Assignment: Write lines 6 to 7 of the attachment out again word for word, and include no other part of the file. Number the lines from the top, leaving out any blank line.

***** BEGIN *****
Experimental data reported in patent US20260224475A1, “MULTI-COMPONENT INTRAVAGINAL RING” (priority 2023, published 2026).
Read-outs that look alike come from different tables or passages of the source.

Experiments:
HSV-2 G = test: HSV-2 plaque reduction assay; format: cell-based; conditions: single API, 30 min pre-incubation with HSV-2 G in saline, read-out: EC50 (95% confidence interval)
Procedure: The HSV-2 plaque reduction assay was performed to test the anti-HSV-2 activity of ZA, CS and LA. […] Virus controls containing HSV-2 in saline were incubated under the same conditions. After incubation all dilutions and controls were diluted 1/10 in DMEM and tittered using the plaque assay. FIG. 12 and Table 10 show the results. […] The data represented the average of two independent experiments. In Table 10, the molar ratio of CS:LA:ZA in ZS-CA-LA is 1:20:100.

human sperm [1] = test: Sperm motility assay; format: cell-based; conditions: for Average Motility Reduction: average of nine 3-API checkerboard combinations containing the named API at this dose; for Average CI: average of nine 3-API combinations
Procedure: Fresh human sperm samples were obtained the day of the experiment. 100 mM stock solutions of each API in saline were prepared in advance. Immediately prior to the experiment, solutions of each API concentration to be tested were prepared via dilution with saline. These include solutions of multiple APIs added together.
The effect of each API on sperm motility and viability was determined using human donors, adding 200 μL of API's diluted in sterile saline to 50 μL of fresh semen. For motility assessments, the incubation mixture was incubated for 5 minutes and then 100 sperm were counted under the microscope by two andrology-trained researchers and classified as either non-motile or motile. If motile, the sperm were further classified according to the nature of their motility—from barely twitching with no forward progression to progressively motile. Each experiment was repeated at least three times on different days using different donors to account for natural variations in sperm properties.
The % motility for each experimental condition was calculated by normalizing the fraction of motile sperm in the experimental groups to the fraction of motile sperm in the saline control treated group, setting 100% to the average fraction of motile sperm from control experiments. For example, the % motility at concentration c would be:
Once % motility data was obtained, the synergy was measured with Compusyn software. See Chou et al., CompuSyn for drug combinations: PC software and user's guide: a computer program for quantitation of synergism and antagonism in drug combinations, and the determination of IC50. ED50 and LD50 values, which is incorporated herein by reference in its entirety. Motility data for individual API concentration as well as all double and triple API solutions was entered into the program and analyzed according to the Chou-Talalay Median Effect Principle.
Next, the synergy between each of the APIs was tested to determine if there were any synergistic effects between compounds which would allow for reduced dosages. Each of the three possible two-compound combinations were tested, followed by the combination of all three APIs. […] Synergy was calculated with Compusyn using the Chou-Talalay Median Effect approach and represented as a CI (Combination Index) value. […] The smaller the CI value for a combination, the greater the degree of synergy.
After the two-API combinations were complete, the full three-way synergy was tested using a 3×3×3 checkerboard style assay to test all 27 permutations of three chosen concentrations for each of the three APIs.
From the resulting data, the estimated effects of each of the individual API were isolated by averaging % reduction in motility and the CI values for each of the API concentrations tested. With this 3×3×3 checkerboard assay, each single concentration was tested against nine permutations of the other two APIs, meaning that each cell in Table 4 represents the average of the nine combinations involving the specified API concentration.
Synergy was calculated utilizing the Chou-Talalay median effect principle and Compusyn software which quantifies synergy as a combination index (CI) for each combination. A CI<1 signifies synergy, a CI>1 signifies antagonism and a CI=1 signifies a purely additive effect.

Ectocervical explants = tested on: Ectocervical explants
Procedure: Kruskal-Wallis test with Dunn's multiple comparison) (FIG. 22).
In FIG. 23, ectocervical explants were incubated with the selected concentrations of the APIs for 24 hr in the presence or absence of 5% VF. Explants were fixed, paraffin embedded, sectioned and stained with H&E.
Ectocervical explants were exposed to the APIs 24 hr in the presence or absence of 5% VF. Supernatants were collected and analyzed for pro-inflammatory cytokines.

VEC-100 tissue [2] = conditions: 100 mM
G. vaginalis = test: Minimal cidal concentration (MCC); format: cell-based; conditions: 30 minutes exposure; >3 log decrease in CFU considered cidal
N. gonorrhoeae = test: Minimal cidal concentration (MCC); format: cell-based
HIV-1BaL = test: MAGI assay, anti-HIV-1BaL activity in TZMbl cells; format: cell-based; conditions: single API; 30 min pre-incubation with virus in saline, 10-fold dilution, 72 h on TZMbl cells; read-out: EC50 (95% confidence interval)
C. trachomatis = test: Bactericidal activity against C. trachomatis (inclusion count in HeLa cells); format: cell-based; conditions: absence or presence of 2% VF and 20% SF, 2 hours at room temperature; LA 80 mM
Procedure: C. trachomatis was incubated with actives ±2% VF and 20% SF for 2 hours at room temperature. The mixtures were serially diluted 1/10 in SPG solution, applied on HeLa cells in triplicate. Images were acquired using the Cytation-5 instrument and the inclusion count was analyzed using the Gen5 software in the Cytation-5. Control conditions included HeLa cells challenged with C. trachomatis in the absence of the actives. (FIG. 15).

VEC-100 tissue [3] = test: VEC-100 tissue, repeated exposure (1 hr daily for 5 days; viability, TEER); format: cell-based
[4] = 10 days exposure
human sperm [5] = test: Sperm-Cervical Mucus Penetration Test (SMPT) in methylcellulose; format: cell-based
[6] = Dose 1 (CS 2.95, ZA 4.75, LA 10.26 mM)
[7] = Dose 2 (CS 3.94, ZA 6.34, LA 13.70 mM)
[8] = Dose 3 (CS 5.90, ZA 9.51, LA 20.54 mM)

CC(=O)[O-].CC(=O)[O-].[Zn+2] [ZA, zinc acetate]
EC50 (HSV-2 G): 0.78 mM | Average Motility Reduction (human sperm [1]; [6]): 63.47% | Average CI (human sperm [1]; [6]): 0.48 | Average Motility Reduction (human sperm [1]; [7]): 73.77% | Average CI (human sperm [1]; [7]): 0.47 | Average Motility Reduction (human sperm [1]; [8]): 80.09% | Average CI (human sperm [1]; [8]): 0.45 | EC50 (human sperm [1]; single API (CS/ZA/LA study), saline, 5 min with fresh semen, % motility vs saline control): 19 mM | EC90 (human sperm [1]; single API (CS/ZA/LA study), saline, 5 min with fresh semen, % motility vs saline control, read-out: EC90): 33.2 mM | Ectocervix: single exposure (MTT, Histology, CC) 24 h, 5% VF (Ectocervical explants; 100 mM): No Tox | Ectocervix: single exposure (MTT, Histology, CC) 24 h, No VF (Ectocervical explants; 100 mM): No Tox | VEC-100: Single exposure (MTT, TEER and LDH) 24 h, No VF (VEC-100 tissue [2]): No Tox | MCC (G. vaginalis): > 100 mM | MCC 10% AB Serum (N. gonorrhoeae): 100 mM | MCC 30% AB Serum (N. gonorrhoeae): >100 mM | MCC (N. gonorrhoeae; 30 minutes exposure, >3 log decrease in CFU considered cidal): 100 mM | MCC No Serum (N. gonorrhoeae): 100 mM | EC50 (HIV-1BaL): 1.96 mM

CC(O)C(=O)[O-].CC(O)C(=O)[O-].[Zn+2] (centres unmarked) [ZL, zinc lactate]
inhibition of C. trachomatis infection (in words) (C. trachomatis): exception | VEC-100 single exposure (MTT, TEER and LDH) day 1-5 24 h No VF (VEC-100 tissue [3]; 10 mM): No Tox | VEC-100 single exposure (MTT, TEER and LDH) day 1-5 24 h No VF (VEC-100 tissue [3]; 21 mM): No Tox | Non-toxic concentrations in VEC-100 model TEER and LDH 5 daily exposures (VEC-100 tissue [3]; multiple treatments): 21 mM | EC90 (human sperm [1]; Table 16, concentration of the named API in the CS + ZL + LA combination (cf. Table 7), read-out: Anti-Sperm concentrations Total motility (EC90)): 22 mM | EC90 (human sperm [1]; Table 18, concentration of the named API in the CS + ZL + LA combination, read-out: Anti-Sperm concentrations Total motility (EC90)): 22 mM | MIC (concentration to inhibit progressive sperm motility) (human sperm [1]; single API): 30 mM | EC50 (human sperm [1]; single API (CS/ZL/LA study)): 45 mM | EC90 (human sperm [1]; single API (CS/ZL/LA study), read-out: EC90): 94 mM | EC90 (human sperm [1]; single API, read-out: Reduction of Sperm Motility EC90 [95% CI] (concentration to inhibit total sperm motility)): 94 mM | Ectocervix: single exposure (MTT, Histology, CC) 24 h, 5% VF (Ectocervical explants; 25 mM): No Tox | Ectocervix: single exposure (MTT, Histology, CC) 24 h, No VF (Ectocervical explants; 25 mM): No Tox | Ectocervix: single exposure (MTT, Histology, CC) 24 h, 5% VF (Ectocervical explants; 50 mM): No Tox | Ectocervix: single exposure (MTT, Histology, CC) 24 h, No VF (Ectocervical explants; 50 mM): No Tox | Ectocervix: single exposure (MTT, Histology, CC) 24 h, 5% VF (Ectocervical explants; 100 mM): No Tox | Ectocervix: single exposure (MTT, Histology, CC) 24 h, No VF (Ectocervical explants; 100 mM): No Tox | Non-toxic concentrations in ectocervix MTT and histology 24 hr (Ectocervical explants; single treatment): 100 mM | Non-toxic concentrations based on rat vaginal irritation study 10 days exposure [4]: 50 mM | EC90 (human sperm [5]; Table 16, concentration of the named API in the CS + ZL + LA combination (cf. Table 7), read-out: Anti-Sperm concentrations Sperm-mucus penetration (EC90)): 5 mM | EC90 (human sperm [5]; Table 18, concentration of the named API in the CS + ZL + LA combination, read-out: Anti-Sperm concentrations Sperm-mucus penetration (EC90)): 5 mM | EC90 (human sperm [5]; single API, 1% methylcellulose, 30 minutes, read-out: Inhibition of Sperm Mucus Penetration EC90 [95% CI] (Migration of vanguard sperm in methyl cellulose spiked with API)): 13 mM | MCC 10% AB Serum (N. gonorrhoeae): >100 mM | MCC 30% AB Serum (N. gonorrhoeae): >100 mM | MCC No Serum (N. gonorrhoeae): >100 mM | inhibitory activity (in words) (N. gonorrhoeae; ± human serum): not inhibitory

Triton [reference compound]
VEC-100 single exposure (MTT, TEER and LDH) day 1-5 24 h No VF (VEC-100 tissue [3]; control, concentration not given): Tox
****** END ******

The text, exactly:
human sperm [1] = test: Sperm motility assay; format: cell-based; conditions: for Average Motility Reduction: average of nine 3-API checkerboard combinations containing the named API at this dose; for Average CI: average of nine 3-API combinations
Procedure: Fresh human sperm samples were obtained the day of the experiment. 100 mM stock solutions of each API in saline were prepared in advance. Immediately prior to the experiment, solutions of each API concentration to be tested were prepared via dilution with saline. These include solutions of multiple APIs added together.